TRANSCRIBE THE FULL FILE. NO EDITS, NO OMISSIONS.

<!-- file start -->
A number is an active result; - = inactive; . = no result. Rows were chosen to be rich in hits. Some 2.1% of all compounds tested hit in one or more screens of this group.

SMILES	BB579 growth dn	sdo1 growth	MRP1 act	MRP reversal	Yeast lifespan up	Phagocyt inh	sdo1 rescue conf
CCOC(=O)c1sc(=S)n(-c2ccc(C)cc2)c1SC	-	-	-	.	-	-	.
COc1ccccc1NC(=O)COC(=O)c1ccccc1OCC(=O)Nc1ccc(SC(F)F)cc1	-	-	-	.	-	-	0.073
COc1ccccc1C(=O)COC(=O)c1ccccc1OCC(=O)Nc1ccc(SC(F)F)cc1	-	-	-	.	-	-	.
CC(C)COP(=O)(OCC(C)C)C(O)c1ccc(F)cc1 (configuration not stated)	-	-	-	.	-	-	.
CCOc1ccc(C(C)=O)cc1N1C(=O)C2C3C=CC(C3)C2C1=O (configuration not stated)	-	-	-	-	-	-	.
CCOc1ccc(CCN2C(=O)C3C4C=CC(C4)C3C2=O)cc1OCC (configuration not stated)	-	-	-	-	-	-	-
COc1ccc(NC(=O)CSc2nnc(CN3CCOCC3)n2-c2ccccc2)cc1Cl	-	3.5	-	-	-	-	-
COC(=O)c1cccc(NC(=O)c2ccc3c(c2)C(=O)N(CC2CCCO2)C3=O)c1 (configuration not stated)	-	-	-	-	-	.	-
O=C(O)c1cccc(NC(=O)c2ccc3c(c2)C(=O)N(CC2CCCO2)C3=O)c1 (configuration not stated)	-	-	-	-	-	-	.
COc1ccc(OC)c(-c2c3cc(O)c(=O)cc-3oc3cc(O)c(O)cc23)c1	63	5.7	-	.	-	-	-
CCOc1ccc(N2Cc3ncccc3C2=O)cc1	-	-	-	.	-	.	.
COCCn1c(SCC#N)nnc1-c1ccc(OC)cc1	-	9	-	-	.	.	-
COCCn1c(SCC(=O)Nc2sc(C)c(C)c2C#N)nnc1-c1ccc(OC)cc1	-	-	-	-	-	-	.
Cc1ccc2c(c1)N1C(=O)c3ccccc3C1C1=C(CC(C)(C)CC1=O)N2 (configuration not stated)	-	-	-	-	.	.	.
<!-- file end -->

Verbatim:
A number is an active result; - = inactive; . = no result. Rows were chosen to be rich in hits. Some 2.1% of all compounds tested hit in one or more screens of this group.

SMILES	BB579 growth dn	sdo1 growth	MRP1 act	MRP reversal	Yeast lifespan up	Phagocyt inh	sdo1 rescue conf
CCOC(=O)c1sc(=S)n(-c2ccc(C)cc2)c1SC	-	-	-	.	-	-	.
COc1ccccc1NC(=O)COC(=O)c1ccccc1OCC(=O)Nc1ccc(SC(F)F)cc1	-	-	-	.	-	-	0.073
COc1ccccc1C(=O)COC(=O)c1ccccc1OCC(=O)Nc1ccc(SC(F)F)cc1	-	-	-	.	-	-	.
CC(C)COP(=O)(OCC(C)C)C(O)c1ccc(F)cc1 (configuration not stated)	-	-	-	.	-	-	.
CCOc1ccc(C(C)=O)cc1N1C(=O)C2C3C=CC(C3)C2C1=O (configuration not stated)	-	-	-	-	-	-	.
CCOc1ccc(CCN2C(=O)C3C4C=CC(C4)C3C2=O)cc1OCC (configuration not stated)	-	-	-	-	-	-	-
COc1ccc(NC(=O)CSc2nnc(CN3CCOCC3)n2-c2ccccc2)cc1Cl	-	3.5	-	-	-	-	-
COC(=O)c1cccc(NC(=O)c2ccc3c(c2)C(=O)N(CC2CCCO2)C3=O)c1 (configuration not stated)	-	-	-	-	-	.	-
O=C(O)c1cccc(NC(=O)c2ccc3c(c2)C(=O)N(CC2CCCO2)C3=O)c1 (configuration not stated)	-	-	-	-	-	-	.
COc1ccc(OC)c(-c2c3cc(O)c(=O)cc-3oc3cc(O)c(O)cc23)c1	63	5.7	-	.	-	-	-
CCOc1ccc(N2Cc3ncccc3C2=O)cc1	-	-	-	.	-	.	.
COCCn1c(SCC#N)nnc1-c1ccc(OC)cc1	-	9	-	-	.	.	-
COCCn1c(SCC(=O)Nc2sc(C)c(C)c2C#N)nnc1-c1ccc(OC)cc1	-	-	-	-	-	-	.
Cc1ccc2c(c1)N1C(=O)c3ccccc3C1C1=C(CC(C)(C)CC1=O)N2 (configuration not stated)	-	-	-	-	.	.	.